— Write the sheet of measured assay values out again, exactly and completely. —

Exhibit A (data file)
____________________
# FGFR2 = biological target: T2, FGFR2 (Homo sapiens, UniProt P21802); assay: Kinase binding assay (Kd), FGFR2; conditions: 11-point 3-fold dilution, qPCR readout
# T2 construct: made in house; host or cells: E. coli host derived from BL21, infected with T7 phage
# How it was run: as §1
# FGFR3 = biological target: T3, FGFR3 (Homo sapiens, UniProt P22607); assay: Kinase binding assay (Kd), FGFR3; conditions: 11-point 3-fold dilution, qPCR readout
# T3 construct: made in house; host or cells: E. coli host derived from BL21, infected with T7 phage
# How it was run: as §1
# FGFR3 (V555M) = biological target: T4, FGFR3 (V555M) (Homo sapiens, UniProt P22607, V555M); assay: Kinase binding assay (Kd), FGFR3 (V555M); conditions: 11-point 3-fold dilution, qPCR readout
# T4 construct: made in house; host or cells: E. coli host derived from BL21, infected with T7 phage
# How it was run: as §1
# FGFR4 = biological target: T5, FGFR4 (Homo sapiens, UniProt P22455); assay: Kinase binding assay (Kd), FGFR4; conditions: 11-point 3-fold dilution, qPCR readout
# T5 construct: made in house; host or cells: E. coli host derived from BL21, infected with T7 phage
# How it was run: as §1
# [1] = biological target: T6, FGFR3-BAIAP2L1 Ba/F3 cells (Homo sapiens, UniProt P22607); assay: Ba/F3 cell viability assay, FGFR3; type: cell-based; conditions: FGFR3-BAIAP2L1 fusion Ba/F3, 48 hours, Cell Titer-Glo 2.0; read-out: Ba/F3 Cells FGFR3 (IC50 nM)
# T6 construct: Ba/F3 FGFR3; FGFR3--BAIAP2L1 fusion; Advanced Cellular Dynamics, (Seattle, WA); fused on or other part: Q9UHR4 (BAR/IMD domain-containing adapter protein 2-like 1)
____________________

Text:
# FGFR2 = biological target: T2, FGFR2 (Homo sapiens, UniProt P21802); assay: Kinase binding assay (Kd), FGFR2; conditions: 11-point 3-fold dilution, qPCR readout
# T2 construct: made in house; host or cells: E. coli host derived from BL21, infected with T7 phage
# How it was run: as §1
# FGFR3 = biological target: T3, FGFR3 (Homo sapiens, UniProt P22607); assay: Kinase binding assay (Kd), FGFR3; conditions: 11-point 3-fold dilution, qPCR readout
# T3 construct: made in house; host or cells: E. coli host derived from BL21, infected with T7 phage
# How it was run: as §1
# FGFR3 (V555M) = biological target: T4, FGFR3 (V555M) (Homo sapiens, UniProt P22607, V555M); assay: Kinase binding assay (Kd), FGFR3 (V555M); conditions: 11-point 3-fold dilution, qPCR readout
# T4 construct: made in house; host or cells: E. coli host derived from BL21, infected with T7 phage
# How it was run: as §1
# FGFR4 = biological target: T5, FGFR4 (Homo sapiens, UniProt P22455); assay: Kinase binding assay (Kd), FGFR4; conditions: 11-point 3-fold dilution, qPCR readout
# T5 construct: made in house; host or cells: E. coli host derived from BL21, infected with T7 phage
# How it was run: as §1
# [1] = biological target: T6, FGFR3-BAIAP2L1 Ba/F3 cells (Homo sapiens, UniProt P22607); assay: Ba/F3 cell viability assay, FGFR3; type: cell-based; conditions: FGFR3-BAIAP2L1 fusion Ba/F3, 48 hours, Cell Titer-Glo 2.0; read-out: Ba/F3 Cells FGFR3 (IC50 nM)
# T6 construct: Ba/F3 FGFR3; FGFR3--BAIAP2L1 fusion; Advanced Cellular Dynamics, (Seattle, WA); fused on or other part: Q9UHR4 (BAR/IMD domain-containing adapter protein 2-like 1)